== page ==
Kraft Macaroni And Cheese Dye-Free In 2016 - Childhood Memories Everywhere Destroyed

Shelley Hazen

Your childhood memories are being ruined, but you'll probably be much healthier because of it. So, consider this a trade-off: Kraft will remove purportedly harmful Yellow 5 and Yellow 6 food dyes from its safety-orange macaroni and cheese starting in January next year.

Instead, the sticky pasta will be colored with paprika, annatto, and turmeric, which already dyes some of its boxed shapes macaroni and cheese dinners, NBC New York reported. So, if you want to know what the new version will taste like, pick up some Teenage Mutant Ninja Turtles macaroni and cheese, which has been au naturel since 2014.

"Familes… want to feel good about the foods they eat and serve their families, including everything from improved nutrition to simpler ingredients," the company's VP of Marketing, Triona Schmelter, told Newsweek.

Kraft has cowed to pressure from groups insisting on healthier food stripped of unnatural dyes, artificial colors, and preservatives; consumers are demanding it from other companies, as well. They've taken a while to jump on the natural-food, no dye bandwagon because they didn't want the same customers begging for change to "notice a change in taste."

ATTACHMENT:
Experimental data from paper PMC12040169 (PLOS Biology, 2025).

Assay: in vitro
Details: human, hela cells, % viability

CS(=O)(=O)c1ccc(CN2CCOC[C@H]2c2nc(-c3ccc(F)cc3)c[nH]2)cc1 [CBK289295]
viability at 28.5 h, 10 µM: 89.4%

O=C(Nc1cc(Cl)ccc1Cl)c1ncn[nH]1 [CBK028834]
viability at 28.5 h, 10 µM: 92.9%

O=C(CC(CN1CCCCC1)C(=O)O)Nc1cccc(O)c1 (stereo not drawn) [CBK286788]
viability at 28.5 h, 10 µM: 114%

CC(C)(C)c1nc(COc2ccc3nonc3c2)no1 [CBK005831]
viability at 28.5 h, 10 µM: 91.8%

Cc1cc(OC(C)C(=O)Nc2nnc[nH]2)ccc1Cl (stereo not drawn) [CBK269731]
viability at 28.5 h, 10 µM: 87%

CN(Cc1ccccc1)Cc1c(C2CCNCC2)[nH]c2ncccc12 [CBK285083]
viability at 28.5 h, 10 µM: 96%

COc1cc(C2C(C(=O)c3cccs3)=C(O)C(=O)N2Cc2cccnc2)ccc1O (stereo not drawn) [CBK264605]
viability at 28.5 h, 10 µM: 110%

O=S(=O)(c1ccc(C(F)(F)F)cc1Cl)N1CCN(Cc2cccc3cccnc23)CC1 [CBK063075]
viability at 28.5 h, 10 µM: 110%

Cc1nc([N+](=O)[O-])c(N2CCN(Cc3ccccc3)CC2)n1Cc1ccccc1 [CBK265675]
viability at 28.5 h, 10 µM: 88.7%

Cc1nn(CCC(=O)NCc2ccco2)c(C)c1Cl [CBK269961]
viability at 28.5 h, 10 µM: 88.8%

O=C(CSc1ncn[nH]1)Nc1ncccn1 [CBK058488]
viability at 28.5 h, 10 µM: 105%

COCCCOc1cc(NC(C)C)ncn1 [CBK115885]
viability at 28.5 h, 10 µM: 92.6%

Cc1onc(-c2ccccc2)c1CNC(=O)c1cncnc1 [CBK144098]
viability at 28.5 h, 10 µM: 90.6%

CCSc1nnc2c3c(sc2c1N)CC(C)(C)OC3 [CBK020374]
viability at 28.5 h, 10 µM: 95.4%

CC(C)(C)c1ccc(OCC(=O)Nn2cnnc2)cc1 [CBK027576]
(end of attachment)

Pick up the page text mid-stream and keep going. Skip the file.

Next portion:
"There's always a risk of it backfiring when you take any popular product and change some elements of it, but I have a feeling it's going to succeed only because they direction that they're going is the direction that a lot of consumer products are going anyway."

The self-style "Food Babe" has declared a "victory" over Kraft. Her two-year-old campaign against macaroni and cheese claimed its dyes were "man-made in a lab with chemicals derived from petroleum" and contained carcinogens, among other harmful effects.

Though Hari claims a background in hard science, actual scientists have said her arguments are sheer pseudoscientific garbage, like chemistry professor Michelle M. Francl.

"Her scientific background is nonexistent … She plays this game of malicious metonymy again and again, leveraging common motifs of disgust, such as excrement and body parts, all the while deliberately confusing the source and uses of material with the molecules themselves."

[Photo Courtesy YouTube Screengrab, Kraft Commercial]